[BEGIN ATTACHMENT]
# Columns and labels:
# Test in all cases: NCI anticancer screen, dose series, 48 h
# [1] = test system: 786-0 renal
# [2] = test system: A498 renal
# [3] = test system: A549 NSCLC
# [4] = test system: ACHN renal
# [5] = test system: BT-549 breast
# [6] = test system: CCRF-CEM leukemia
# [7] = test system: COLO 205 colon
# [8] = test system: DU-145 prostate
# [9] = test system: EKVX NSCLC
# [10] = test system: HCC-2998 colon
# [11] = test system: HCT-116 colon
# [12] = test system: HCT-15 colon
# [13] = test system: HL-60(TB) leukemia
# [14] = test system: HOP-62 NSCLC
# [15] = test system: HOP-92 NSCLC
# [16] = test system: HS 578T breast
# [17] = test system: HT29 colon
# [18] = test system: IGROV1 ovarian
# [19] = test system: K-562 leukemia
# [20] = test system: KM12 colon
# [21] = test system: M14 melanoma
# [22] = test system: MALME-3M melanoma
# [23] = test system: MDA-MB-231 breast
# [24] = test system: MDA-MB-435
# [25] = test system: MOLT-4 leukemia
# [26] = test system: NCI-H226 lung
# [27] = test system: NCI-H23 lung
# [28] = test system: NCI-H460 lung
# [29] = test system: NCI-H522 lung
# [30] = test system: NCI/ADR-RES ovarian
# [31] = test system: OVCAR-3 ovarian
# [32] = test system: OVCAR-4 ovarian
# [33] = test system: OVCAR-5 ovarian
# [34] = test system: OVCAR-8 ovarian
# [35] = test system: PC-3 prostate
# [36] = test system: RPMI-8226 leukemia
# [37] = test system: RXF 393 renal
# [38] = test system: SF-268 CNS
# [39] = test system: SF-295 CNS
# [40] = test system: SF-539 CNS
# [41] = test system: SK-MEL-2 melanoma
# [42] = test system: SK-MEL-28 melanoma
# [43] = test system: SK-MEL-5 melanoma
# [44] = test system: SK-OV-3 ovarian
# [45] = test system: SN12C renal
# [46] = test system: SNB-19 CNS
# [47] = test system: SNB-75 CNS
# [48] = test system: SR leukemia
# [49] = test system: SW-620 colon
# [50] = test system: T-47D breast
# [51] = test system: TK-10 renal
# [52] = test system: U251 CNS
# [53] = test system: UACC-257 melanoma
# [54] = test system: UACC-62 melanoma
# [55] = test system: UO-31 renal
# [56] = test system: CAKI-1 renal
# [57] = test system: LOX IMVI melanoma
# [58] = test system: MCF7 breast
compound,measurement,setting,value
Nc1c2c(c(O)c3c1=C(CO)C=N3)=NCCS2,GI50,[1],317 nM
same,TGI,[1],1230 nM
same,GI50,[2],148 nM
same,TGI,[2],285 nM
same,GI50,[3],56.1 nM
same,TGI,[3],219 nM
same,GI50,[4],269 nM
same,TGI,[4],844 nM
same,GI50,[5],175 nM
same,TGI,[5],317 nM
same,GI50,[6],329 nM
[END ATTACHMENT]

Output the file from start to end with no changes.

# Columns and labels:
# Test in all cases: NCI anticancer screen, dose series, 48 h
# [1] = test system: 786-0 renal
# [2] = test system: A498 renal
# [3] = test system: A549 NSCLC
# [4] = test system: ACHN renal
# [5] = test system: BT-549 breast
# [6] = test system: CCRF-CEM leukemia
# [7] = test system: COLO 205 colon
# [8] = test system: DU-145 prostate
# [9] = test system: EKVX NSCLC
# [10] = test system: HCC-2998 colon
# [11] = test system: HCT-116 colon
# [12] = test system: HCT-15 colon
# [13] = test system: HL-60(TB) leukemia
# [14] = test system: HOP-62 NSCLC
# [15] = test system: HOP-92 NSCLC
# [16] = test system: HS 578T breast
# [17] = test system: HT29 colon
# [18] = test system: IGROV1 ovarian
# [19] = test system: K-562 leukemia
# [20] = test system: KM12 colon
# [21] = test system: M14 melanoma
# [22] = test system: MALME-3M melanoma
# [23] = test system: MDA-MB-231 breast
# [24] = test system: MDA-MB-435
# [25] = test system: MOLT-4 leukemia
# [26] = test system: NCI-H226 lung
# [27] = test system: NCI-H23 lung
# [28] = test system: NCI-H460 lung
# [29] = test system: NCI-H522 lung
# [30] = test system: NCI/ADR-RES ovarian
# [31] = test system: OVCAR-3 ovarian
# [32] = test system: OVCAR-4 ovarian
# [33] = test system: OVCAR-5 ovarian
# [34] = test system: OVCAR-8 ovarian
# [35] = test system: PC-3 prostate
# [36] = test system: RPMI-8226 leukemia
# [37] = test system: RXF 393 renal
# [38] = test system: SF-268 CNS
# [39] = test system: SF-295 CNS
# [40] = test system: SF-539 CNS
# [41] = test system: SK-MEL-2 melanoma
# [42] = test system: SK-MEL-28 melanoma
# [43] = test system: SK-MEL-5 melanoma
# [44] = test system: SK-OV-3 ovarian
# [45] = test system: SN12C renal
# [46] = test system: SNB-19 CNS
# [47] = test system: SNB-75 CNS
# [48] = test system: SR leukemia
# [49] = test system: SW-620 colon
# [50] = test system: T-47D breast
# [51] = test system: TK-10 renal
# [52] = test system: U251 CNS
# [53] = test system: UACC-257 melanoma
# [54] = test system: UACC-62 melanoma
# [55] = test system: UO-31 renal
# [56] = test system: CAKI-1 renal
# [57] = test system: LOX IMVI melanoma
# [58] = test system: MCF7 breast
compound,measurement,setting,value
Nc1c2c(c(O)c3c1=C(CO)C=N3)=NCCS2,GI50,[1],317 nM
same,TGI,[1],1230 nM
same,GI50,[2],148 nM
same,TGI,[2],285 nM
same,GI50,[3],56.1 nM
same,TGI,[3],219 nM
same,GI50,[4],269 nM
same,TGI,[4],844 nM
same,GI50,[5],175 nM
same,TGI,[5],317 nM
same,GI50,[6],329 nM